Adipose tissue is a major site of energy storage and has a role in the regulation of metabolism through the release of adipokines. Here we show that mice with an adipose-tissue-specific knockout of the microRNA (miRNA)-processing enzyme Dicer (ADicerKO), as well as humans with lipodystrophy, exhibit a substantial decrease in levels of circulating exosomal miRNAs. Transplantation of both white and brown adipose tissue-brown especially-into ADicerKO mice restores the level of numerous circulating miRNAs that are associated with an improvement in glucose tolerance and a reduction in hepatic Fgf21 mRNA and circulating FGF21. This gene regulation can be mimicked by the administration of normal, but not ADicerKO, serum exosomes. Expression of a human-specific miRNA in the brown adipose tissue of one mouse in vivo can also regulate its 3' UTR reporter in the liver of another mouse through serum exosomal transfer. Thus, adipose tissue constitutes an important source of circulating exosomal miRNAs, which can regulate gene expression in distant tissues and thereby serve as a previously undescribed form of adipokine.
Cholesterol is important for normal brain function. The brain synthesizes its own cholesterol, presumably in astrocytes. We have previously shown that diabetes results in decreased brain cholesterol synthesis by a reduction in sterol regulatory element-binding protein 2 (SREBP2)-regulated transcription. Here we show that coculture of control astrocytes with neurons enhances neurite outgrowth, and this is reduced with SREBP2 knockdown astrocytes. In vivo, mice with knockout of SREBP2 in astrocytes have impaired brain development and behavioral and motor defects. These mice also have altered energy balance, altered body composition, and a shift in metabolism toward carbohydrate oxidation driven by increased glucose oxidation by the brain. Thus, SREBP2-mediated cholesterol synthesis in astrocytes plays an important role in brain and neuronal development and function, and altered brain cholesterol synthesis may contribute to the interaction between metabolic diseases, such as diabetes and altered brain function.
Insulin and IGF-1 receptors (IR and IGF1R) are major regulators of metabolism and cell growth throughout the body, however, their roles in the intestine remain controversial. Here we show that genetic ablation of the IR or IGF1R in intestinal epithelial cells of mice does not impair intestinal growth or development or the composition of the gut microbiome. However, loss of IR alters intestinal epithelial gene expression, especially in pathways related to glucose uptake and metabolism. More importantly, loss of IR reduces intestinal glucose uptake. As a result, mice lacking the IR in intestinal epithelium retain normal glucose tolerance during aging as compared to controls, which show an age-dependent decline in glucose tolerance. Loss of the insulin receptor also results in a reduction of GIP expression from K-cells and decreased GIP release in vivo following glucose ingestion, but has no effect on GLP-1 expression or secretion. Thus, the IR in the intestinal epithelium plays important roles in intestinal gene expression, glucose uptake and GIP production, which may contribute to pathophysiological changes in diabetes, metabolic syndrome and other insulin resistant states.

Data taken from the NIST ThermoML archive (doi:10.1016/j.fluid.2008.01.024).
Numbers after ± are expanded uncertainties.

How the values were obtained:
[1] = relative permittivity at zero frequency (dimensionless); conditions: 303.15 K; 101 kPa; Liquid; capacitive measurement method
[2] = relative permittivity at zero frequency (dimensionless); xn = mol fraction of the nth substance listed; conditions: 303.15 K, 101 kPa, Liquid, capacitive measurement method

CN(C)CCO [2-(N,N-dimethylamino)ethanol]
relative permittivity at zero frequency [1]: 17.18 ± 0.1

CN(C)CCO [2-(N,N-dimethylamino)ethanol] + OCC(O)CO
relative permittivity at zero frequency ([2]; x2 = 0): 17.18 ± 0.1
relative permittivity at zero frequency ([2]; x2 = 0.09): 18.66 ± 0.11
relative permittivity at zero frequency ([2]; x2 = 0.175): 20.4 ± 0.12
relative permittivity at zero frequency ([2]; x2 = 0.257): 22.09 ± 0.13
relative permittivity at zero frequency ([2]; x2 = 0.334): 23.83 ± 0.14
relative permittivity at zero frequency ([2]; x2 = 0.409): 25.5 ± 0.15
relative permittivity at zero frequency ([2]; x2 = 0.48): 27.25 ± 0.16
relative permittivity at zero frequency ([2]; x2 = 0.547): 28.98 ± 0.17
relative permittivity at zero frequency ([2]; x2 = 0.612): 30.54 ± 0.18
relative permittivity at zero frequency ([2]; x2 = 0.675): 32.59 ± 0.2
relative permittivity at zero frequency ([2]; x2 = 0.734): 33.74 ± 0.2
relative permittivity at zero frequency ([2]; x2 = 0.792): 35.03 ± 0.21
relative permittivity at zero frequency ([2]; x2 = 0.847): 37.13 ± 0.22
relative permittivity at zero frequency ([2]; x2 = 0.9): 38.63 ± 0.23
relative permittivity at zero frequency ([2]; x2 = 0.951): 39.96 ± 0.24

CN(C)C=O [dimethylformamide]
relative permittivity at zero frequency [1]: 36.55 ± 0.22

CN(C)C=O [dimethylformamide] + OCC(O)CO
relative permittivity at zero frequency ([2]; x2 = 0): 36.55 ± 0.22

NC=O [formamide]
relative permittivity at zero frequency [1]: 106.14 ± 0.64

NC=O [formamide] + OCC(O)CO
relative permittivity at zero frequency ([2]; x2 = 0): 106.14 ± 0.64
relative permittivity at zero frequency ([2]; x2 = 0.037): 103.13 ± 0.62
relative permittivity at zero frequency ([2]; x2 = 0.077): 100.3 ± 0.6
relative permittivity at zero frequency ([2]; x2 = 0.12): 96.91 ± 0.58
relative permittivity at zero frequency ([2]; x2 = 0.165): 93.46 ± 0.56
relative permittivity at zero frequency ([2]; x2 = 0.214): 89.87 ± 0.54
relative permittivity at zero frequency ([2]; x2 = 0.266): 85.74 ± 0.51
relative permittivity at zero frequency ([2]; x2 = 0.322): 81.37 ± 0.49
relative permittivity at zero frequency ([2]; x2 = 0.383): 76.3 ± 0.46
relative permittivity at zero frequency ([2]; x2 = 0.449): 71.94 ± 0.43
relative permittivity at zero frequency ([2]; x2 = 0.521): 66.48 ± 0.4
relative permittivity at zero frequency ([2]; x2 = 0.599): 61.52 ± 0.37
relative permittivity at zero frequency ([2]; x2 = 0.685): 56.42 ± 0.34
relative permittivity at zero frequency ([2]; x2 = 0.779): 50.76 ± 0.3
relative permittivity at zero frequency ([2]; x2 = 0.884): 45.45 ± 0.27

Insulin and IGF1 signaling are important for adipose tissue development and function; however, their role in mature adipocytes is unclear. Mice with a tamoxifen-inducible knockout of insulin and/or IGF1 receptors (IR/IGF1R) demonstrate a rapid loss of white and brown fat due to increased lipolysis and adipocyte apoptosis. This results in insulin resistance, glucose intolerance, hepatosteatosis, islet hyperplasia with hyperinsulinemia, and cold intolerance. This phenotype, however, resolves over 10-30 days due to a proliferation of preadipocytes and rapid regeneration of both brown and white adipocytes as identified by mTmG lineage tracing. This cycle can be repeated with a second round of receptor inactivation. Leptin administration prior to tamoxifen treatment blocks development of the metabolic syndrome without affecting adipocyte loss or regeneration. Thus, IR is critical in adipocyte maintenance, and this loss of adipose tissue stimulates regeneration of brown/white fat and reversal of metabolic syndrome associated with fat loss.
- Oct 2016